State capitals are not immune to the property cycle.

The property market moves in cycles, and how different state capitals perform is a testament to it.

According to a research by the Property Investment Professionals of Australia (PIPA) cited by Smart Investment Property, no capital city has remained the top performer over the 30-year period. The study found that no state capital has been immune to the property cycle and that at one point or another, each of these cities have either performed the best of the bunch or languished in the doldrums.

PIPA chairperson Peter Koulizos said Australian investors and homebuyers have made great returns across almost every capital over the past three decades, especially those who have bought at the right time, when their respective cities were on the top.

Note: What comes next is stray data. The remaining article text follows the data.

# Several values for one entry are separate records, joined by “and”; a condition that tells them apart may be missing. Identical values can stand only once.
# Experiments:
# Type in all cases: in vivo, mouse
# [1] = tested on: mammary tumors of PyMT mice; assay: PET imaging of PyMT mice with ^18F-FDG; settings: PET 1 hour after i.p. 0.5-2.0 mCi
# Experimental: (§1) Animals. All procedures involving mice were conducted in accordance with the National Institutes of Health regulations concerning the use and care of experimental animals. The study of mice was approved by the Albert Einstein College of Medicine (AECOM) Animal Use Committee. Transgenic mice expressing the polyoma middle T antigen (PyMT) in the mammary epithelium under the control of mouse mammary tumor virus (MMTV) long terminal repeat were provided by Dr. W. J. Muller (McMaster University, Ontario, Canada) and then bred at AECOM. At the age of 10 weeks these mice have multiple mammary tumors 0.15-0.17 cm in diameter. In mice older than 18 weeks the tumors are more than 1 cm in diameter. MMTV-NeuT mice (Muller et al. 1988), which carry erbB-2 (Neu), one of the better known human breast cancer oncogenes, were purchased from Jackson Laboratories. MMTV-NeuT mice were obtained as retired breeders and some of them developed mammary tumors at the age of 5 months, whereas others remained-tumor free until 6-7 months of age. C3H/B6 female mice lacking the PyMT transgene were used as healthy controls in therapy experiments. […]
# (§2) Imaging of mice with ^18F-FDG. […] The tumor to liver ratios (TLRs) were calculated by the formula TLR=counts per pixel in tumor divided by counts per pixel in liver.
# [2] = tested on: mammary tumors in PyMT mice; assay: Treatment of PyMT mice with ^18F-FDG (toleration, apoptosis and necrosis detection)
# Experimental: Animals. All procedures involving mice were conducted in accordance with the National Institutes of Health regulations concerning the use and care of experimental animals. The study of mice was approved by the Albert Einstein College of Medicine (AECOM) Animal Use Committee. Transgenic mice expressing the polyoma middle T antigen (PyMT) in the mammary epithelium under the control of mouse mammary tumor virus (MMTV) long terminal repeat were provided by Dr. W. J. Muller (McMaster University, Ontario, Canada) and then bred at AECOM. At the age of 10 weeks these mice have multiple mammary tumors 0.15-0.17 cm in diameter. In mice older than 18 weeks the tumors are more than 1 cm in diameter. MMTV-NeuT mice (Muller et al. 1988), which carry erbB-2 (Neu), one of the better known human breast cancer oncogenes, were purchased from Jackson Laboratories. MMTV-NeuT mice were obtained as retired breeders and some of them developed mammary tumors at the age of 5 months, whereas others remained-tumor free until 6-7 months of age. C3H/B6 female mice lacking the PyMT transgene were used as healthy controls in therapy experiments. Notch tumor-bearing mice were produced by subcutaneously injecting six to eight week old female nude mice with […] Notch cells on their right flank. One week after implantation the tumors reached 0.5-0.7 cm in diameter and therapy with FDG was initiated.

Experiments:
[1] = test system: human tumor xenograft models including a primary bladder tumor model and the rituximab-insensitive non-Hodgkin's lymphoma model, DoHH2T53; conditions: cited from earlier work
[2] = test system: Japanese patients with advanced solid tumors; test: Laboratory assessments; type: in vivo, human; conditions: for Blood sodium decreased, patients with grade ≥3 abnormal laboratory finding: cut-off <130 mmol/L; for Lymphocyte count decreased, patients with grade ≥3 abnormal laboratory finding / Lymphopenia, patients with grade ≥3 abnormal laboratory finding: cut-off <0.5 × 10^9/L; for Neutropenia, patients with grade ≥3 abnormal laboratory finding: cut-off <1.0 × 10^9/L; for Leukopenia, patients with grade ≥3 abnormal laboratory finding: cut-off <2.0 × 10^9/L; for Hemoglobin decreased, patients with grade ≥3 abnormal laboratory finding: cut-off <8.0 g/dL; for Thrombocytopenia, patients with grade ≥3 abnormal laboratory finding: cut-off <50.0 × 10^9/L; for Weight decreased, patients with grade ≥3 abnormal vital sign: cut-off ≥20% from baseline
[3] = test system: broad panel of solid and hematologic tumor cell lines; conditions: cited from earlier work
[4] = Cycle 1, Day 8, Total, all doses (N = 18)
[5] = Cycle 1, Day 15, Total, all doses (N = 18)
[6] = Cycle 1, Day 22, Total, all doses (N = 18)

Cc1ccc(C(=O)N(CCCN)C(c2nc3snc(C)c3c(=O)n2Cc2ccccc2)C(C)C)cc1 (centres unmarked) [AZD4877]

For instance, from 1988 to 1992, Brisbane stood as the best city to be in, with house prices rising by as much as 99%. However, over the next few years – until 1997, to be specific – Brisbane became the second-worst performing market. Over that time Darwin snatched the throne as the best performing city with roughly 56% value gain.

From 1998 to 2002, it was Darwin's time to be stuck in the doldrums, with Melbourne quickly rising to become the top performer. It was replaced by Perth in 2003. At that time, Sydney was seeing its worst downturn.

"Of course, if you backed your judgment and bought in Sydney any time after 2007, you’d be very happy with your decision now," Koulizos told Smart Investment Property.

Sydney recently reigned supreme, starting from 2013 to 2017. The home values in the New South Wales capital have realized around 75% growth over that period.

For Koulizos, predicting the next big capital city is difficult.

"Investors should seek independent qualified property investment advice to give themselves the best chance of getting the best returns on their money, as timing the property market can be just as important as time in the market," he said.